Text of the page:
The new strategic interventions jointly announced by the Department for International Trade (DIT) and Department for Environment, Food and Rural Affairs (DEFRA) will offer immediate support to help businesses in the industry grow their trade activity overseas.
The Government said the measures would support producers, manufacturers and agri-tech companies across the food supply chain, from farm to fork.
As well as the concern about the impact of the coronavirus pandemic on the food and drink sector, there have also been worries about the Brexit impact on export trade.
Recently, the National Farmers Union (NFU) made fresh calls for the Government to establish a UK/EU free trade agreement as it warned of the “tsunami” of red tape.
In April, food and drink exports bucked the wider downturn in UK international manufacturing sales caused by the impact of the coronavirus, softening an overall decline from January to March 2020, Lloyds Bank International Trade Index claimed.
The Government revealed that its “bounce back” plan would include a new programme of physical and virtual events that had been tailored to help a variety of businesses and exporters. These included an overseas virtual buyer trial, a ‘Smart Distance Selling Process’, and a package of ‘Ready to Trade’ Exporting Masterclass webinars.
The Government said it was also launching a Food & Drink SME E-commerce Accelerator Pilot to leverage DIT’s E-exporting Programme and increase the level of international e-commerce support for small and medium-sized food and drink enterprises (SMEs), including agri-tech.
It revealed it would also promote 50 Food and Drink Export Champions to stimulate aspiring exporters.
Leveraging DIT’s existing E-exporting Programme, it said, it would also launch a new SME E-commerce Accelerator Pilot to increase the level of international e-commerce backing for SMEs in the food and drink industry.
The plan would also see the introduction of DEFRA’s first agri-food counsellor serving the Gulf. This new role would support the UK’s food and drink industry and represent the interests of UK businesses already exporting, or planning to export, to the region.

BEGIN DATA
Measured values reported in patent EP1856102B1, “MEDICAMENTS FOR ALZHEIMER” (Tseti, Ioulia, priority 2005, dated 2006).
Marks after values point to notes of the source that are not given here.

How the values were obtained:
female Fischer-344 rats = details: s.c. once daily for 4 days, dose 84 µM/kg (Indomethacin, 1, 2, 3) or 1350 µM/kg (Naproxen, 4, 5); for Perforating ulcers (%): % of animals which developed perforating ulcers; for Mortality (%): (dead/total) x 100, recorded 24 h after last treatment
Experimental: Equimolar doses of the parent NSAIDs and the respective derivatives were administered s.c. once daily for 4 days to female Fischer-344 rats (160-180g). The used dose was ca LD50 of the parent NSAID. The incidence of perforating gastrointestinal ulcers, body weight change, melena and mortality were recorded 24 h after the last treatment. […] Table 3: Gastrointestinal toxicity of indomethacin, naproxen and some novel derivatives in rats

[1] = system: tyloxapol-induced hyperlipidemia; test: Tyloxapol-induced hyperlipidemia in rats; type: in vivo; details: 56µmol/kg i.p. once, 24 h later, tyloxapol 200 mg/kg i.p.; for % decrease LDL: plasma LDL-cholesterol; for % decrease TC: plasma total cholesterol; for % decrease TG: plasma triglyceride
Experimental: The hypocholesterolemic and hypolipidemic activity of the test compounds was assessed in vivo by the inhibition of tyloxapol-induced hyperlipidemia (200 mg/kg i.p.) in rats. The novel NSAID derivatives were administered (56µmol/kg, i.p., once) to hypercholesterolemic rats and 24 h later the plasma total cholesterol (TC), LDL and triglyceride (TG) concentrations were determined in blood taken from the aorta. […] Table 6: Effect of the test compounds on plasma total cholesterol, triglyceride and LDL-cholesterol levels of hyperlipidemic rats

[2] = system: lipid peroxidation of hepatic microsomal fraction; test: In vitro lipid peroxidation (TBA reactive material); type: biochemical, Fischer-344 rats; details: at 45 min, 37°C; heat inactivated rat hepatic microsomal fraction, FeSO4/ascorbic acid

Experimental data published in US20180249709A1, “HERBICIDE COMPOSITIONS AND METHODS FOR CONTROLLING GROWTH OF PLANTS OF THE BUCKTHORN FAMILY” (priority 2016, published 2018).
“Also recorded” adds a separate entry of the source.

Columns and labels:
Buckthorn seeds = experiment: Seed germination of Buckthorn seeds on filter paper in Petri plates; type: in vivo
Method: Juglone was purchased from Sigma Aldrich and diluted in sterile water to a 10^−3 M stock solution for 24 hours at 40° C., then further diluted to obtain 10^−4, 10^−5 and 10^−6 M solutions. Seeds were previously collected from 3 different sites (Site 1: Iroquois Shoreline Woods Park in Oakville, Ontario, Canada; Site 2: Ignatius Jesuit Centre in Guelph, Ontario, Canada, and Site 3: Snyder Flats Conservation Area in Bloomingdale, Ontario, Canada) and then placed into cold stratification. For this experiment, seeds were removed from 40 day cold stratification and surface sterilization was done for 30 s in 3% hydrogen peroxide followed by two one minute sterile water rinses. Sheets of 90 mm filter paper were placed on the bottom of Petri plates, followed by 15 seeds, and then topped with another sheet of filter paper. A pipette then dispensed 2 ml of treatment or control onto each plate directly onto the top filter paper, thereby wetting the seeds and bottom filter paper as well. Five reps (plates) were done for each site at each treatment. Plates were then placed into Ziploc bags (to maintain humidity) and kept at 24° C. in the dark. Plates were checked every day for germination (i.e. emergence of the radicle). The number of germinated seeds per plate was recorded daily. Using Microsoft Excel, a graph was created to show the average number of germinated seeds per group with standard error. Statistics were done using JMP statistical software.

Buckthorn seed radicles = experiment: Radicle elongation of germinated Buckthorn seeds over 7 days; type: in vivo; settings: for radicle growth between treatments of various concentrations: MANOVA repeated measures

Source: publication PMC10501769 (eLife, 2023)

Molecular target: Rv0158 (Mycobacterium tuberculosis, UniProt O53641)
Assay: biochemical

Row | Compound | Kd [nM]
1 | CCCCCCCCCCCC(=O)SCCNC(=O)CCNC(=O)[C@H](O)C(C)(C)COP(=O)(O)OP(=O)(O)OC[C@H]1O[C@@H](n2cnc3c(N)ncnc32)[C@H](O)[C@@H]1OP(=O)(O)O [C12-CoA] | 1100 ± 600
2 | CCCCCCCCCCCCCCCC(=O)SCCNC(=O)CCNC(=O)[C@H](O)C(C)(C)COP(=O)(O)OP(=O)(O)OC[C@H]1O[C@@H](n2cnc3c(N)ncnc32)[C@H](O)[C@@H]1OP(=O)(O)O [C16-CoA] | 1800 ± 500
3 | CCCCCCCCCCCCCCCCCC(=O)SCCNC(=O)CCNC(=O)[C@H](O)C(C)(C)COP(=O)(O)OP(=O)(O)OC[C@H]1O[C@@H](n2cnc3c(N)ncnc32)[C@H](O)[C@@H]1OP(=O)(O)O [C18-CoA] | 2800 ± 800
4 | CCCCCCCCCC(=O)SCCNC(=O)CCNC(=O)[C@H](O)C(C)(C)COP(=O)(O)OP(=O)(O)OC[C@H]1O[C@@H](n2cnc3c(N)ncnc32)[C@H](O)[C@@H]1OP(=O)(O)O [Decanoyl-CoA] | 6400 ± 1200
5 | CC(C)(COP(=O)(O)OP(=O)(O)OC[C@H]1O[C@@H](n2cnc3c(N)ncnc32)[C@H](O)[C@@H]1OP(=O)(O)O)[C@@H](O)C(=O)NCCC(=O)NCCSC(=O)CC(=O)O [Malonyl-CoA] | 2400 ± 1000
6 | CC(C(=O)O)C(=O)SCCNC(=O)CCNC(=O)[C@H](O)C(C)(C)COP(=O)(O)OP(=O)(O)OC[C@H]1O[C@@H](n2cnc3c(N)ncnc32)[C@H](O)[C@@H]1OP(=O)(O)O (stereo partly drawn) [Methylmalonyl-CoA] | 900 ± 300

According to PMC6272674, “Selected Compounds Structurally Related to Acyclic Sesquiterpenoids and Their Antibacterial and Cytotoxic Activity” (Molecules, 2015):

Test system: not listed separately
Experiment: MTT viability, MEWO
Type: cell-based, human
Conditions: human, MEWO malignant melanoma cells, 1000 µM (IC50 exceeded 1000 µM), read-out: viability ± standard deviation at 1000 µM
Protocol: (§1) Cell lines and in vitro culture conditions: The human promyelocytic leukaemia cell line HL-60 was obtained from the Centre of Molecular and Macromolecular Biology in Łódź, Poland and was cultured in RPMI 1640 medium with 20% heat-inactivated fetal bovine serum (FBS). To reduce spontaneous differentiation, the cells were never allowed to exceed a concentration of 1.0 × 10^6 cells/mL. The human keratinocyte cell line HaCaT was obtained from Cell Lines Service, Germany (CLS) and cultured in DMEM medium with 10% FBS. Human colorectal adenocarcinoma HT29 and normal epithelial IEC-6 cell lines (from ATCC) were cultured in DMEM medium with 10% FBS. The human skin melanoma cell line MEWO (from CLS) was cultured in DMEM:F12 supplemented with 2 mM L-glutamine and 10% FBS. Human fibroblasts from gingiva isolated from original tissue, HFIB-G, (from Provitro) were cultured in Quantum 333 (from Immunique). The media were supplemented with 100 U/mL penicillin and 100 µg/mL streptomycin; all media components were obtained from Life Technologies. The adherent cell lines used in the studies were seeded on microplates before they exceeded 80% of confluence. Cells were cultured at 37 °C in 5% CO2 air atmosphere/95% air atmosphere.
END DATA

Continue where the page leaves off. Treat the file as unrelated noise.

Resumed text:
Over the last two months the DIT has launched the first round of talks in the US, Japan and Australia & New Zealand free trade agreement negotiations.
Additionally, the department has announced the first UK Tariff in almost 50 years, the UK Global Tariff, which firmly backs British industry, including agri-food and drink. In 2019, the UK exported £2.4bn-worth of food and drink to the US, £312m to Japan, £453m to Australia and £58m to New Zealand.
Free trade agreements
Minister for export Graham Stuart, at the DIT, said: “The package of measures we have announced today will support ‘bounce back’ in exports, and help our world-class producers and manufacturers increase trade with the rest of the world. It will also get the industry ready to capitalise on the opportunities that are being opened up by the series of free trade agreements that my department is negotiating around the world.”
Parliamentary under-secretary of state Victoria Prentis, at DEFRA, said: “This package of measures signifies our strong commitment to support the sector in recovering from the impact of coronavirus. It includes the promotion and showcasing of British expertise and produce to new export markets, identifying opportunities and strengthening existing relationships.”
The news was backed by the Food and Drink Federation (FDF). Ian Wright, chief executive of the FDF, said: “The ‘bounce back’ plan will ensure that specialist support is available to those UK businesses which trade around the world and provides fantastic potential for those companies looking to export. With a footprint in every constituency, food and drink is uniquely placed to drive an exports-led recovery.”
Meanwhile, Dr Phil Hadley, international market development director at the Agriculture & Horticulture Development Board (AHDB), said: “Coronavirus has had a big impact on the UK’s export activity and, while we continue to ship our produce around the world, the challenges of the pandemic have been strongly felt in all sectors.
“Therefore, we are very encouraged to see this ‘bounce back’ plan, which will provide significant support to many of the UK businesses we assist in growing their overseas trade.”